The Buzz: March 2015

The Buzz: March 2015
After five years of drought we are experiencing a return to normal and wetter winter weather patterns. With all the local runoff and flow of the Trinity and San Jacinto rivers, the fish have recently been more scattered than normal. And, due to the ground staying saturated, any amount of rain we get just goes straight to the bay. Surely, it doesn't seem like it's going to stop but don't give up hope. March's stronger tides are coming and salinity in the upper regions of the Galveston complex will hopefully recover quickly.

As a whole, trout are numerous over the majority of the bay system. Each day is different though and sometimes harder to keep a consistent pattern. My reasoning on this is that during winter, fish metabolism slows, and they do not have to eat every single day. However, when a feeding school of trout or redfish is located you could be in for an unbelievable session as they may not have fed in a few days.

Big trout have been harder to pattern lately as the back-bay regions they prefer in winter have been hit with so much fresh water. But don't let that fool you, they are still around and still have to eat sooner or later. Wading with MirrOlures and Corkys works great for these situations since they allow you to fish much slower and stay down on the saltier bottom. Redfish have been easier, fresh water doesn't bother them as much. Drifting has been productive while keying on deeper structure.

Drifting for trout in deeper water has been consistent for numbers. While drifting, I like to throw more big bodied suspending twitchbaits such as Tidal Surge Maniac Mullets, MirrOlure 52MRs, and also Corky Devils and the Soft-Dine XL. These lures better represent the mid-sized mullet and large shad the trout are foraging on in the colder months. Having said this, you still cannot beat soft plastics such as the Tidal Surge Split Tail Mullet and MirrOlure Provoker for locating them. Given the range of water and wind conditions of late-winter, finding bait is the primary key to finding trout. A sensitive high-modulus rod is super important to be able to distinguish the softer bites of those colder trout versus nicking a piece of oyster. I love my Waterloo Ultra Mags for these applications.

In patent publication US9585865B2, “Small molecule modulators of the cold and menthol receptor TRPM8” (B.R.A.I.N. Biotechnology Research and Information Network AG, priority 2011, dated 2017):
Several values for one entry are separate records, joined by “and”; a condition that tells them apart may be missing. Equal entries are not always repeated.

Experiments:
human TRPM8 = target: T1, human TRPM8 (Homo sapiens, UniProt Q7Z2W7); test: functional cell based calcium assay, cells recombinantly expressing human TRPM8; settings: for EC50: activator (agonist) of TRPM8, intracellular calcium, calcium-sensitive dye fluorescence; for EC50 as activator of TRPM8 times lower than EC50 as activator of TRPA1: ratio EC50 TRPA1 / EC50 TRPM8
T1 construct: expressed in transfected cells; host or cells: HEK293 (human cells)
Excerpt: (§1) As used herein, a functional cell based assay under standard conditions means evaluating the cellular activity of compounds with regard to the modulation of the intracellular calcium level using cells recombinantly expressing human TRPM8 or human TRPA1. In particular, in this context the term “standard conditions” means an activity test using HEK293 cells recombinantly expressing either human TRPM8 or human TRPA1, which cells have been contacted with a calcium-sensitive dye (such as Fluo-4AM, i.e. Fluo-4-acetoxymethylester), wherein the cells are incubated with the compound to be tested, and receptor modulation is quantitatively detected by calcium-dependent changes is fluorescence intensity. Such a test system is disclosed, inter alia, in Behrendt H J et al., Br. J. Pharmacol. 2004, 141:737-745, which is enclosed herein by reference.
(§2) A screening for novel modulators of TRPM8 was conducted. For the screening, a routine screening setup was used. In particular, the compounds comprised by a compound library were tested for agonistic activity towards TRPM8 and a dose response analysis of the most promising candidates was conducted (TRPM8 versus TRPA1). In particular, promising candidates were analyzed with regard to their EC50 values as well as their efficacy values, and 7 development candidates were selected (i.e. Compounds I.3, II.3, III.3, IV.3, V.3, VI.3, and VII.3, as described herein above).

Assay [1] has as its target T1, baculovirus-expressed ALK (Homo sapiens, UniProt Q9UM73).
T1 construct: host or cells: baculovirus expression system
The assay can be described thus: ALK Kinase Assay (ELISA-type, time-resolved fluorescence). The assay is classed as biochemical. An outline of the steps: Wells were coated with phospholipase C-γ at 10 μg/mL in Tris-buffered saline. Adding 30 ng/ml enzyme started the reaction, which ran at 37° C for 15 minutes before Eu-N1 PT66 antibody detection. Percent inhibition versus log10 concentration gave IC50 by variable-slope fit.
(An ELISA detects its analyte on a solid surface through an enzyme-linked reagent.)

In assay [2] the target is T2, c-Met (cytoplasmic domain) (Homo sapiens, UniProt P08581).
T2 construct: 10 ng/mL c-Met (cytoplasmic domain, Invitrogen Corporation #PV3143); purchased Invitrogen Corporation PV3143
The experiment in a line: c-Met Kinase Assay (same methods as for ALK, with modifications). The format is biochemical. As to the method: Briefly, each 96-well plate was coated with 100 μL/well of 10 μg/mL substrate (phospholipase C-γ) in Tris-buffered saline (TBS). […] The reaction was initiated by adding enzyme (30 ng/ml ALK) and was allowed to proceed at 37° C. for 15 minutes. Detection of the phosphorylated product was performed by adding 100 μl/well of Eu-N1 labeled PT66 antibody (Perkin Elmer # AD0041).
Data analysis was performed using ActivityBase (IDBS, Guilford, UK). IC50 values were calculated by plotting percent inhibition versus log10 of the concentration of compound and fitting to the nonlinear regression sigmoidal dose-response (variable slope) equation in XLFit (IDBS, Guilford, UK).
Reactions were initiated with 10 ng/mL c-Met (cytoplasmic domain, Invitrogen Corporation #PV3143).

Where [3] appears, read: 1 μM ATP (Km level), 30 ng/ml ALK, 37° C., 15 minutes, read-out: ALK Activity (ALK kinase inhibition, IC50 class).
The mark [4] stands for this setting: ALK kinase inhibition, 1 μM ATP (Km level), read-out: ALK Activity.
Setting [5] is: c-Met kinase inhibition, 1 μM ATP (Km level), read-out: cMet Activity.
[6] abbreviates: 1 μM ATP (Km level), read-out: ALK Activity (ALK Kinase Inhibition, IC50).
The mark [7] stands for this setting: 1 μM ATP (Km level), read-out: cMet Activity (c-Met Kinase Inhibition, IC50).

The Tri-Bay area is holding more fish along deeper drop-offs, ledges and channels rather than the shallow flats and spoils since the freshwater is still lurking on the surface. The deeper you go, the better chance you'll have of breaking through the freshwater blanket and getting to the trout.

West Bay is still producing with a lot of trout on mid-bay reefs and coves throwing plum-chartreuse plastics, Corkys and MirrOlures. The trout are pulling up out of the deeper water and sliding onto the shallower ledges to feed for short periods of time, then sliding back down.

The back of East Bay has been inconsistent but still producing a lot of smaller trout with the occasional bigger bites. Wading the north shoreline in the afternoons with a moderate incoming tide and the south shoreline with an outgoing tide by bayou drains is your best bet. It's always good to key on mud and mixed shell. While wading, if you start walking over some crunchy shell, take note and work that area thoroughly. It doesn't take much structure to keep those big fish around in East Bay.

Upper Galveston bays have been the most consistent across the entire bay complex. You still have to play the tide with the freshwater coming out of the San Jacinto River, but it's definitely more manageable than having to deal with the Trinity River. Upper Galveston bays make such great winter/spring bays because of their significant drop-offs to deeper water. This allows the fish to slip off into the nearby channels at any given moment then slide right back up onto the muddy oyster-filled flats to feed. Wading with Corky Fat Boys and Soft-Dine XLs is always good in these parts.

Trinity Bay is pretty much wiped out, for now, due to the Trinity River inundation. It'll come back, and when it does, it will be amazing. But until then, we just have to fish elsewhere. If catching those high-fin blue cats sounds appealing to you, the Trinity marsh is the place to go. Eventually the water temps will rise, the tides will flush the freshwater, and we will be back to normal. Stay tight.